Before I begin, please note that this blog article is focussed on macOS, modern systems, and not a powerbook from 10 years ago, or a Windows 10 machine. Sorry.
Let’s do this in two parts, one: Encrypt everything, this includes internal and external drives. And two: Have a backup duh.
Let’s start with the backup, it seems the most logical. I am sure I either have an existing blog article about this, or will write one in the near future. But it will come down to this: make backups! Perhaps at least get an external USB drive that’s fast and big, so you can have an automated archive from multiple months. Time Machine from Apple’s macOS can do it all for you. Any modern Mac system has a recovery partition and supports online OS installation. And for $50 to $100 you’re ready to go. Make manual backups as well. Don’t just trust Time Machine – just select what you never want to delete and store it on the external drive (or yet another one). Be paranoid, make a backup that you can store offsite. Just in case of a fire or theft.
Okay, assuming you care about your data and have a backup, encrypt your drives. In two parts: Internal drives and external drives. And at the least encrypt your external drives. They are easier to pick up by others, easier to forget, etc.
On macOS High Sierra for example (and older versions as well) you can just right click the mounted drive, select ‘Encrypt..’ and set a unique and strong enough password. Do not check the box ‘save in keychain’, either store it in a password manager like 1Password, or simply remember it. If you store it in the keychain, someone with your login can unlock keychain and get the passwords that way.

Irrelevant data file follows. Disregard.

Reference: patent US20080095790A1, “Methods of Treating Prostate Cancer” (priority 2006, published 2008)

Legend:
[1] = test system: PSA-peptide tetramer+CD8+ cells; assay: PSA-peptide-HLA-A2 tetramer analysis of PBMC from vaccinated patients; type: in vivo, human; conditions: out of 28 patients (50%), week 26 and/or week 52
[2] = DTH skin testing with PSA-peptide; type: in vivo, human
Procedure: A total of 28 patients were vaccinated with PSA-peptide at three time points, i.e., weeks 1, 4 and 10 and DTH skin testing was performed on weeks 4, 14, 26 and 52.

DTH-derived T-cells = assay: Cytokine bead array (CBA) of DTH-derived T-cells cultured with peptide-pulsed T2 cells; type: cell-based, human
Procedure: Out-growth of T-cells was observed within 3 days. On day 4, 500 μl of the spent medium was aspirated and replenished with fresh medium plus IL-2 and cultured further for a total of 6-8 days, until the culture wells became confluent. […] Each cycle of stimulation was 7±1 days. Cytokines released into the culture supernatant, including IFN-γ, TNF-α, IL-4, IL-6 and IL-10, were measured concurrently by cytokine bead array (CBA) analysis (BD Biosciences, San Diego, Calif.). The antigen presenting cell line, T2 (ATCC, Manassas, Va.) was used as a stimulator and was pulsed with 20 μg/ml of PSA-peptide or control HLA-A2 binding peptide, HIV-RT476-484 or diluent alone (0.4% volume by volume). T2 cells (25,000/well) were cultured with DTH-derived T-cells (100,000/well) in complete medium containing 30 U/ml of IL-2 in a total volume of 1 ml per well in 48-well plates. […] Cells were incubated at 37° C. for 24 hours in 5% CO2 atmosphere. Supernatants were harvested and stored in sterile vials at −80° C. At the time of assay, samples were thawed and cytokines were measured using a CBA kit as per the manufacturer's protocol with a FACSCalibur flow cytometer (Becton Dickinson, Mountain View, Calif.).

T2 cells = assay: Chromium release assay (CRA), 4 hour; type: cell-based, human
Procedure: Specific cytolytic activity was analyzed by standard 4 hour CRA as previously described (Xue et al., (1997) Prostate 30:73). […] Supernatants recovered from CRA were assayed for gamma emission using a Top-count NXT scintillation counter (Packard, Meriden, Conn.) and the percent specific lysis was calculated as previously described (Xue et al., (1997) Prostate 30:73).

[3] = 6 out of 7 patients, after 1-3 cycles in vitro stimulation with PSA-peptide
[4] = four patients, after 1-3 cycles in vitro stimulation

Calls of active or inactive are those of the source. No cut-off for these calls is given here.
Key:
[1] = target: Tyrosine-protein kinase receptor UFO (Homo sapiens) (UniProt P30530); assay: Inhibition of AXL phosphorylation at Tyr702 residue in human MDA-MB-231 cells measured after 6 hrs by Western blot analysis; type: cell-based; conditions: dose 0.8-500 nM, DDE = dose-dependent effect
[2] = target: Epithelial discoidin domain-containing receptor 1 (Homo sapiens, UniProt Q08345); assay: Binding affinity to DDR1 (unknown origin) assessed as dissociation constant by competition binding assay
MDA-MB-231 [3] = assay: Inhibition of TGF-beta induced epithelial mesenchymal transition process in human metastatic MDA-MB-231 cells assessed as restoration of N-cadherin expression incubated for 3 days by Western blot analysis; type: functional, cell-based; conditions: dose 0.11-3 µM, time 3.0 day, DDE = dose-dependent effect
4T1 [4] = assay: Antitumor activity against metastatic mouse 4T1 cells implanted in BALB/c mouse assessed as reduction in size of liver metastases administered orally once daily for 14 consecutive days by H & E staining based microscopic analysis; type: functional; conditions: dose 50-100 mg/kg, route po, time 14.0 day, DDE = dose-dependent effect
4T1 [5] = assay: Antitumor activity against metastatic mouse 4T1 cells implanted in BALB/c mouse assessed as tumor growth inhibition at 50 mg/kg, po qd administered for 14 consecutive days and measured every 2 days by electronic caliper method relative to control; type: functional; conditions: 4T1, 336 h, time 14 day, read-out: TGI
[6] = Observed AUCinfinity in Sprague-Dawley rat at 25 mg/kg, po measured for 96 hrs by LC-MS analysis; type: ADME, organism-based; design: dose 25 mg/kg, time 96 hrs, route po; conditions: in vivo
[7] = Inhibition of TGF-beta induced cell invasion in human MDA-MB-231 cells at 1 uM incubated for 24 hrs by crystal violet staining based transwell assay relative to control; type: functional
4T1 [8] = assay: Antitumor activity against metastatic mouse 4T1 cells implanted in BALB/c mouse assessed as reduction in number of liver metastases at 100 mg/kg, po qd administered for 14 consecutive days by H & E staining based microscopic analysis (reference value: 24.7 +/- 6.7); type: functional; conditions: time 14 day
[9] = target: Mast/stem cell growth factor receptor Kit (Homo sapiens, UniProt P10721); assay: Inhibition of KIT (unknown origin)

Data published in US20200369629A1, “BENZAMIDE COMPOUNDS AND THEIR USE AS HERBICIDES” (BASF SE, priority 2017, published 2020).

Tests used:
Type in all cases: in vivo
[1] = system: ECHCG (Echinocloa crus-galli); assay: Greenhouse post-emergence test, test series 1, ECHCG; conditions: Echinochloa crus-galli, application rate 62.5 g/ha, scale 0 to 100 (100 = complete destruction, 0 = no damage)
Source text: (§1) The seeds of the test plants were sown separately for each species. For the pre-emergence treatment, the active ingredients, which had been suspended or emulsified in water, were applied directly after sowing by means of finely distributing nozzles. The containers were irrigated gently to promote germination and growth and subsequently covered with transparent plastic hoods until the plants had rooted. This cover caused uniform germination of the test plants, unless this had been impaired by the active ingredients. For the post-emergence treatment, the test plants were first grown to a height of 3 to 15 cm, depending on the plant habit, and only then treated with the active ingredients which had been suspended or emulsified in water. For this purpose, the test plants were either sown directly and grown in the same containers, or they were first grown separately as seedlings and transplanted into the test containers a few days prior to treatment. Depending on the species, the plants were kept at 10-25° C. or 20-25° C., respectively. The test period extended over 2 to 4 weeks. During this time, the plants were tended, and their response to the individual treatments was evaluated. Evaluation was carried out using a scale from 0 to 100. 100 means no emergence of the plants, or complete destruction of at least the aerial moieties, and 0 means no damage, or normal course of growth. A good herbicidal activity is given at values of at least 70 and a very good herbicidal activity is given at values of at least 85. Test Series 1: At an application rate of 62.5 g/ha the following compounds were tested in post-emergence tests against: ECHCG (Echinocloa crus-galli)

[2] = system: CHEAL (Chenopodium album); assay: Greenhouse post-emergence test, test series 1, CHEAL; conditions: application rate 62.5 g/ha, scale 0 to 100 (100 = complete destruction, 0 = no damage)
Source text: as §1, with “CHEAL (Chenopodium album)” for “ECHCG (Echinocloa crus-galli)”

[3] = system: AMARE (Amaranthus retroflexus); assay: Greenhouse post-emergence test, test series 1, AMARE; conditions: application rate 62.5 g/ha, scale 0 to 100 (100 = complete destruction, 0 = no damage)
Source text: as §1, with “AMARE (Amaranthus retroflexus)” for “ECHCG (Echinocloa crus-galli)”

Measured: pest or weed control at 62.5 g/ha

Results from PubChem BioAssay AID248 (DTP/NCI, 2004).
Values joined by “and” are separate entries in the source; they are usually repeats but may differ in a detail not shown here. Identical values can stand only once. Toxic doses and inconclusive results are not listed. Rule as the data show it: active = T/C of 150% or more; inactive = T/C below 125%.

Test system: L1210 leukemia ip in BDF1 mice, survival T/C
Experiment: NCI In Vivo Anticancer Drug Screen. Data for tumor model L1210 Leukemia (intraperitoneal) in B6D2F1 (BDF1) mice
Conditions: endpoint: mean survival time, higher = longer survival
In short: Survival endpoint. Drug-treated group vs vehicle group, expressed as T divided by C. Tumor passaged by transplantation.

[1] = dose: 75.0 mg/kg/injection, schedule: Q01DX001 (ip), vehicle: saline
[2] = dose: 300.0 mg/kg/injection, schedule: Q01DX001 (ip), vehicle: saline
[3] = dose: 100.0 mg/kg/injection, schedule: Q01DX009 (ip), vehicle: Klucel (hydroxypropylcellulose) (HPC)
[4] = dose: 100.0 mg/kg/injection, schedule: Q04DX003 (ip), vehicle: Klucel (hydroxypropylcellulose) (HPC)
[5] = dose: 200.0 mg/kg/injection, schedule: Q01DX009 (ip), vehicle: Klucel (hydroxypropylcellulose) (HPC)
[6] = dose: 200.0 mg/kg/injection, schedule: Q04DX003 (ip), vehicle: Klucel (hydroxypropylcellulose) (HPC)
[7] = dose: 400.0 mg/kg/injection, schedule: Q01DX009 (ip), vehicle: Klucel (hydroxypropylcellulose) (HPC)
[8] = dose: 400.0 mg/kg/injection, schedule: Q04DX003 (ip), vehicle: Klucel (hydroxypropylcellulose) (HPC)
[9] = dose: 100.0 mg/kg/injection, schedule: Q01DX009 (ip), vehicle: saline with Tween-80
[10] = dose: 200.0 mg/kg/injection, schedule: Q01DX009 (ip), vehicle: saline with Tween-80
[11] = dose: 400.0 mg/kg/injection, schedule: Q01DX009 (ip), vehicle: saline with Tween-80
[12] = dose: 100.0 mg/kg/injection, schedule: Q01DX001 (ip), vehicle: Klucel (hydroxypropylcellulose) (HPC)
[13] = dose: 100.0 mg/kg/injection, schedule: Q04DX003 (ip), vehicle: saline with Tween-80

Ok, the internal drive isn’t a right click. You have to go to System Preferences and go to Security and Privacy. From there you can go to FileVault and turn on Full Disk Encryption.
The password for this is your login’s password. If your system will have multiple users (it should!) it will require you to enter those passwords as well. When it asks if you wish to unlock with iCloud or a recovery key: Please use a recovery key. Again, just store it in a password manager like 1Password as a secure note, so your other devices like another system, an iPhone or iPad can show you the key (and it’s stored in a safe place) or just write it down and keep it in your physical vault or something secure.
I think it’s fair to point out that encryption is important, and strong. You can’t just ‘can you fix it for me, I do not remember my password’, you HAVE to remember the password, and if you can’t then you MUST have that recovery key. So please do take this serious. Don’t be scared by it, but please be aware that you’re not just making a .zip file and can unzip it at any time. You’re garbling up everything for the right reasons and the only way for it to make sense is with a unique key that only you know.
What do we want to end up with?
A computer system that has full disk encryption turned ON for all the internal and external drives.
But it is scary!
Okay, what are you more scared of? Someone potentially having access to all your personal and private data, or turning on full disk encryption?
Have any questions, or want to get more information? Feel free to contact me and I’d love to help you improve your privacy and security. Encrypting your drives is one step towards less worries in the long run.
Something worth mentioning is wireless / bluetooth. If you have a usb keyboard and mouse connected to the built-in usb ports, things should be fine. But sometimes with non-stock USB keyboards and mouses, they might not get recognized. So please do have the Apple keyboard/mouse handy or a wired solution. Just in case.